My kids are big.

They’re big for their age.

They’re big for their age plus three.

My just-turned-seven-year-old is finishing up grade one. He’s taller than half of the grade three kids. My grade three kid keeps trying to pass his eight-and-a-half-year-old self off for 12.

And most of the time, people believe him.

It’s a strange thing raising giants. It’s more than just that they’re big. They’re strong, solid, hulking boys. They’re powerhouses, and they know it. It’s bizarre to see my grade one-er with his buddies. He’s always looking down or hunching to be closer to face-to-face. My grade three-er walks around with the confidence of a king because he knows without a doubt he’s the biggest and strongest. But he’s a pussycat. A gentle giant. A teddy bear.

We all know grown men like this – the ones that tower over most typical-sized human beings. They’re built like linebackers, like brick walls. Their size alone convinces you that they could crush any mere mortal on a whim, but anyone that knows them knows they wouldn’t hurt a fly.

I know. I’m married to one. Strongest man I’ve ever known, and yet kind and gentle as they come.

(Of course, if he needed to, he could crush any mere mortal on a whim. But he’d need a very good reason to do it.)

Recently, my husband registered our boys in a football league. I was more than a bit apprehensive as images of train-wreck tackles from NFL games haunted my dreams – until I saw them on the field with their teams. They’re in different divisions, but the funny thing is, neither stands out on the field for his size.

Sure, there are a few small player and one or two exceptionally enormous players, but my boys have found their tribe. It’s like someone scouted every primary classroom in the city and took the tallest child from each. The boys are right-sized for this game!!

So what does football and raising giants have to do with anything?

I’ll tell you – it was an epiphany I had the other day as I arrived at daycare to get the boys. My seven year old was told to be careful around his friend.

“Be gentle.”

These larger-than-average kids, the back-line-middle in every school photo, are constantly being told to be gentle, to avoid hurting others.

It’s necessary, but it’s horrible all the same.

These boys are playing with their peers, but the worry is constantly drilled into them “Be careful not to hurt others.”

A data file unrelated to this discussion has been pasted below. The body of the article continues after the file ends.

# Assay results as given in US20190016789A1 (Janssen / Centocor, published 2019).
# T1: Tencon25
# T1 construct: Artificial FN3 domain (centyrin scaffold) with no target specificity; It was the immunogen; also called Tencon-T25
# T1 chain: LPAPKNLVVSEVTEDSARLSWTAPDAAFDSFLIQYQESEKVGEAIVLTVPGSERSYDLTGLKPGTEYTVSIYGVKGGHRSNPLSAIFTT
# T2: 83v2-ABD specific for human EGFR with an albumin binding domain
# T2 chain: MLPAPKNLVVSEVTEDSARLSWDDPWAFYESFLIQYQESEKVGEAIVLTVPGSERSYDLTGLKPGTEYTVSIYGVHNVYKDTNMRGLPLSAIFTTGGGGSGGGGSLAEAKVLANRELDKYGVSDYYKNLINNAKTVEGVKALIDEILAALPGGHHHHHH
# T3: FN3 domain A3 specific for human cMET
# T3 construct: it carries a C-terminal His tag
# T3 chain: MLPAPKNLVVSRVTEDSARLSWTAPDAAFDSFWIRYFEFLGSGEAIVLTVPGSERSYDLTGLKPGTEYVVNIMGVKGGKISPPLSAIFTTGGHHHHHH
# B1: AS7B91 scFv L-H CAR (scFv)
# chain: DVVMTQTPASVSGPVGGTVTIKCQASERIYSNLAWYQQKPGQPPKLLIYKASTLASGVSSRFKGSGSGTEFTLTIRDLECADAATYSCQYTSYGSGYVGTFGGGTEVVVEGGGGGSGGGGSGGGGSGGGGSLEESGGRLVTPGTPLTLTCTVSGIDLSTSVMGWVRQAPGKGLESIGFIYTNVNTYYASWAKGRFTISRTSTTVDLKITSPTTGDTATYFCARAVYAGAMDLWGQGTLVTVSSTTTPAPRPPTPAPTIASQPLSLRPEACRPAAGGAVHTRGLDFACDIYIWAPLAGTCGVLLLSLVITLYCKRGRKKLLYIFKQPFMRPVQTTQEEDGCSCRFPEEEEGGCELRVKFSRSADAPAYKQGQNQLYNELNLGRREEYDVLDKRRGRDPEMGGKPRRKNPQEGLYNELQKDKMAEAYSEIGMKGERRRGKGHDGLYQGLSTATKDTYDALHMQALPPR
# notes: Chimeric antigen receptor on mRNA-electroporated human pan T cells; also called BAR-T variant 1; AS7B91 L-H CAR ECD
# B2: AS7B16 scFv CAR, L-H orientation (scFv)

If they partake in normal rough-housing, they end up hurting their friends – and it upsets them. Those little minds are all the same age, but the bodies don’t match up. It’s a fair fight mentally – but not physically. They get in trouble for causing injuries. They get in trouble for hurting others.

They are the adorable little bulls in the primary school china shop. And it takes its toll on their little psyches.

Are we taking something away by constantly reminding them not to exert themselves? Have we diminished these kids’ power because we want to tame them for the benefit of their peers?

Do we even realize we’re doing it?

When I finally saw my older son take the field for the first time with a coach that told him to drive back his teammate, I was stunned to realize that my boy was thrown by the concept. He was a gentle giant, how was he supposed to throw all of his power at another kid?

Then I heard the coach tell him not to worry, he wouldn’t hurt him.

It took coaxing, it took a few tries, it took my son some time to process the fact that he was finally allowed to use his size, and that he had a peer that was his own size to use it on.


When the coach tells my son to drive his opponent back 7 yards, my son goes 7 yards. When the coach tells him not to let anyone get by, my son stops them with his natural talents and size.

And he loves it.

Both boys went through this on the field.

So the next time you see the kids of different sizes but same ages at play, watch the biggest one – and how that giant manages or holds back. Watch as they struggle to fit in a world too diminutive for their size and strength, but that doesn’t make sense because, at that age, they don’t understand their own size and power yet.

They can’t help their size, and it’s amazing to see when they finally get a chance to use that size and power – without reservation.

Off the field though? My older son is the epitome of a gentle giant. He’s sweet, kind and passive. Who knew he was so competitive.

I love that our little giants have found balance on the football field. I was a tall girl. It’s a whole different world for tall girls.

Originally published on


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